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Haitians like Jean-Patrick Lucien are one reason Zafèn, a new online microfinance program targeting small- and medium-sized businesses in Haiti, has been so successful. Action-oriented people like Chicago photographer Jennifer Girard are another. Zafèn is marking its six-month anniversary in October and has already amassed an impressive track record of success. It has raised $140,000 in loans and donations that have funded 300 projects. Zafèn provides access to capital for initiatives that will have a positive impact on Haiti's economy through a loan or donation that results in new employment, operational efficiencies and environmentally friendly measures. It was founded in April 2010 by the International Vincentian Family, DePaul University, Fonkoze and the Haitian Diaspora.
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Lucien is a co-founder of the Ile-a-Vache Development Group in Haiti. The organization's initiative to recycle coconut husks and other organic waste into charcoal as an alternative fuel was the first project to receive funding through Zafèn. A computer engineer who grew up in Haiti but stayed in Boston after earning his college degree, Lucien said, "Having spent over 15 years in the private sector in the United States, I realized that as a Haitian, I could not go back to do charity work. We started working with Haitian youths and helping them start their own businesses." The charcoal project has proven to be an effective approach. "The greatest impact is that we are hiring young, educated people who were leaving the island, and now they see a reason to remain," he said. The project's ultimate goal is to create a viable business that will generate at least 50 jobs and become a replicable franchise that provides training, marketing and operations support.
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Lucien perseveres despite obstacles, human and natural. "The first try has been difficult," he said. "We trained a few people, but some have left to take other jobs. The program started around the summer time, but we have been slow in production because there was no way for people to harvest coconut during rainy season. We are now putting all the pieces in place, hired a manager to start production, and our focus is on supplying charcoal to schools on the island." Charcoal isn't the development group's only project. It established a small school, Ecole du Village, and is teaching kids about Haiti's fruit trees and how to produce fruit that will improve their nutrition. The school received a $1,100 donation through Zafèn to repair a cistern as a source of clean water.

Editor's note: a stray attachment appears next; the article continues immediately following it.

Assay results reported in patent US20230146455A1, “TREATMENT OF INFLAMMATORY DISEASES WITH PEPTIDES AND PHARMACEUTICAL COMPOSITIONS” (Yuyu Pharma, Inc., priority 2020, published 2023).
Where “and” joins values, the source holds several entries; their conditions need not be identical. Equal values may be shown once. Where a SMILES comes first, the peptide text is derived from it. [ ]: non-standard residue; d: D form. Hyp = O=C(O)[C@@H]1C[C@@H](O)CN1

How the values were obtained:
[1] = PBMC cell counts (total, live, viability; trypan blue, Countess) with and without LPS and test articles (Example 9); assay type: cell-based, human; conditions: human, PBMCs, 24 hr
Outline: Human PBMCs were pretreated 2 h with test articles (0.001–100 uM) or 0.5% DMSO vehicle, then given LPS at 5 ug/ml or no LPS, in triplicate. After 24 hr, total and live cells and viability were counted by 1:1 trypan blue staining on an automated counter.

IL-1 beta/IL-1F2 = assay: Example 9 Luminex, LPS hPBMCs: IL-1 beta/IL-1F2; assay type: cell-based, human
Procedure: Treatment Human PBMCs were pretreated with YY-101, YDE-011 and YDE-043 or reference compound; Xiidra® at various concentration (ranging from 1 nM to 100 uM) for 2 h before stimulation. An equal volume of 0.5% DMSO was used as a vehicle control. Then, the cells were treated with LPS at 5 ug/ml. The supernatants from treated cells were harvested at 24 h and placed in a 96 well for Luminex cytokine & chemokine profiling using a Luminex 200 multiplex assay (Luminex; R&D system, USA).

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To generate pride among the island's 15,000 residents, mainly fishermen and farmers, Lucien said, "We wrote a book called 'I Love Ile-a-Vache' and distributed it to all the schools so the people could appreciate their own history. His work is noble, but wouldn't be possible without financing from people like Girard, a well-known events and celebrity photographer, who represents the flipside of the equation: lenders and donors seeking an effective way to support Haitians. "I had been to Haiti for carnival and vacation," she said. "After the earthquake, I felt I had to go there, but I knew that was crazy." By happenstance, she was hired to photograph Zafèn's launch at DePaul University and was hooked immediately. "I felt like it was a Godsend that Zafen came into my life."
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She took a photographic journey to Haiti in May 2010 to chronicle the business conditions and economic opportunities for artists recovering from the earthquake, restaurants switching to propane ovens from wood-burning stoves to prevent deforestation and buying freezers to save on daily ice costs, along with farmers planting new crops in remote villages. "Visiting was the key for me," said Girard, who added "Save Haiti's Children" and Zafèn's Web address to her business cards to spread the word. "I saw the strength of the people. They were so sweet. The children didn't even know how to open a candy wrapper."